Senior exemption proves a poor gift

The Legislature giveth and the Legislature taketh away. And, with the state facing a budget shortfall of more than $1 billion over the next 16 months, the Legislature is definitely in a taking mood.

As a result, a tax exemption that can reduce property taxes for senior citizens and disabled veterans by up to 50 percent is in danger of being temporarily eliminated by state lawmakers.

A few legislators, including Mesa County Reps. Steve King and Laura Bradford, are concerned about that possibility, and with good reason. Forcing senior citizens and veterans to pay more in property taxes just as the economic situation worsens is hardly indicative of government compassion.

But the problem isn’t entirely with current lawmakers. It is with the constitutional amendment approved by voters in 2000 to create the senior property-tax exemption.

That amendment, which appeared on the ballot as Referendum A, was referred to voters by the Legislature. And lawmakers who drafted it added a clever bit of language that most voters weren’t aware of. It says that in any given year, the Legislature has the authority to raise or lower the amount of home values that are eligible for the tax exemption. It can lower the amount to zero — thereby effectively eliminating the exemption.

Lawmakers did just that when recession hit in the early part of this decade, and now they’re likely to do so again. In the nearly 10 years since Referendum A passed, it has actually been available to seniors less than half that time.

This newspaper didn’t support Referendum A for a number of reasons. First, although there is a sliding scale that decreases the percentage of tax exemption available as a home’s value increases, it still gives substantial tax breaks to very wealthy homeowners. Second, because it requires senior citizens to own and live in their homes for 10 years before claiming an exemption, it punishes those who move to new homes, perhaps to downsize for health reasons.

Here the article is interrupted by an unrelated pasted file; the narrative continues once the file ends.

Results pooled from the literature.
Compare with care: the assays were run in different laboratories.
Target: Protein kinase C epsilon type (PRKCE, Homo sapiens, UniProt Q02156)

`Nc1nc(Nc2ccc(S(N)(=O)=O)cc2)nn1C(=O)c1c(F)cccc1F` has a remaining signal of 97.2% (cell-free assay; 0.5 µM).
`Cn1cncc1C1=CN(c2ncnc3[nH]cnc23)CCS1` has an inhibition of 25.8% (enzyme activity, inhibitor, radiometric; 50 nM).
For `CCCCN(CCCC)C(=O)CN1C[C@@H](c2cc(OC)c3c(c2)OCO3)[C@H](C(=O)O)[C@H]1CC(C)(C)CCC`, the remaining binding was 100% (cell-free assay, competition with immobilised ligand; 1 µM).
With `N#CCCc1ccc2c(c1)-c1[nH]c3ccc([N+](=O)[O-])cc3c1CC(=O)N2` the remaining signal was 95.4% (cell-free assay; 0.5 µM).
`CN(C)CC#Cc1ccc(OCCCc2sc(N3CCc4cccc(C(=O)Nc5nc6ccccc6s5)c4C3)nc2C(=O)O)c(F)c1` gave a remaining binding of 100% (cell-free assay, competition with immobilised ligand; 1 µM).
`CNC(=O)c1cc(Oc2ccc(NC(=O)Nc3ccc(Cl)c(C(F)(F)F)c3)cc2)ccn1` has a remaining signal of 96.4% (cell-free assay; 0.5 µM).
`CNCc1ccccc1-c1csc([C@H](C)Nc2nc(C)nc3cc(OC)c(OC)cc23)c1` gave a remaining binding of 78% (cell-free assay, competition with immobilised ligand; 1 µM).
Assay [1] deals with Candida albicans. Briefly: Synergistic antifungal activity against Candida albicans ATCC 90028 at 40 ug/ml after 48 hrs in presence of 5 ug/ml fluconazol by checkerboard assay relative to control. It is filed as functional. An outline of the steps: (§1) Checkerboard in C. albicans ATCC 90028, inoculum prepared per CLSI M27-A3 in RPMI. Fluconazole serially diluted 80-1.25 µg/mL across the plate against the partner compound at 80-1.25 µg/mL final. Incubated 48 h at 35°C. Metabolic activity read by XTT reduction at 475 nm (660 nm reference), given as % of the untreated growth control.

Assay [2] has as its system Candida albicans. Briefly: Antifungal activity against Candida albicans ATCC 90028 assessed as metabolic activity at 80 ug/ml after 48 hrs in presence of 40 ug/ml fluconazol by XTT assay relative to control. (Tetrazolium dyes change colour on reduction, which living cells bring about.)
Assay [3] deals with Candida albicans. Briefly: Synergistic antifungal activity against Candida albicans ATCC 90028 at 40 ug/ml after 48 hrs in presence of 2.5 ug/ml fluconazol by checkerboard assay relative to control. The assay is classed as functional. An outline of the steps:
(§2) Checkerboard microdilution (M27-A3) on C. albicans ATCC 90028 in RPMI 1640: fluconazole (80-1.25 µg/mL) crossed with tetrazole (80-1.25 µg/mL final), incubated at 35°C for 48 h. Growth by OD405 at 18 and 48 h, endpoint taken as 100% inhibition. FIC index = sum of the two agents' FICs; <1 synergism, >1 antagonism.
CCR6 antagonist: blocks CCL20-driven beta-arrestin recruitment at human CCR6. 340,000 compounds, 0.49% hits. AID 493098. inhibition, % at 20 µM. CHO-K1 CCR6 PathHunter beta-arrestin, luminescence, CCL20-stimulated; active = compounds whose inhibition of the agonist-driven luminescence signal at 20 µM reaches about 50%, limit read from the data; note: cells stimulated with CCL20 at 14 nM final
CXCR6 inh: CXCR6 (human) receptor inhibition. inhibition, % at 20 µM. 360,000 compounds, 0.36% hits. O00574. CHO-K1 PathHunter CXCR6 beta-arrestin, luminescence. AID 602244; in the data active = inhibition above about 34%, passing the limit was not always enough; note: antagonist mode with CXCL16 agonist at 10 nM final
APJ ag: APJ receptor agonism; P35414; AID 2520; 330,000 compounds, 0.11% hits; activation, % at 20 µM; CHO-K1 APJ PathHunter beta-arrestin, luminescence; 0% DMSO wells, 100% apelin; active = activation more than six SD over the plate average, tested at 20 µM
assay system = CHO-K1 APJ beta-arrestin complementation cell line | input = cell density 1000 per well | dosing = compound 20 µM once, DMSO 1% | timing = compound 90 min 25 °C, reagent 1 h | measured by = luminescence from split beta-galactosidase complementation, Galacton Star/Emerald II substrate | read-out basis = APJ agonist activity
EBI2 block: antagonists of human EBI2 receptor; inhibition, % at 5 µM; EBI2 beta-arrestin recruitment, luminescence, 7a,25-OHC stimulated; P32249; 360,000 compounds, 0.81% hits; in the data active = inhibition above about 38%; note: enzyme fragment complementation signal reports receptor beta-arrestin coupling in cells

Worse, as is becoming increasingly evident, the senior exemption is an ephemeral gift.

Lawmakers are eager to pat themselves on the back for giving seniors and veterans a tax break when times are good. But they’re quick to snatch that gift away when they face budget difficulties.

We fully expect the senior exemption to disappear this year, and be gone until the economy improves. When that happens, legislators should give voters the opportunity to approve a new version of this exemption — one that eliminates the inequities in the law and makes the tax exemptions something senior citizens and disabled veterans can count on every year.


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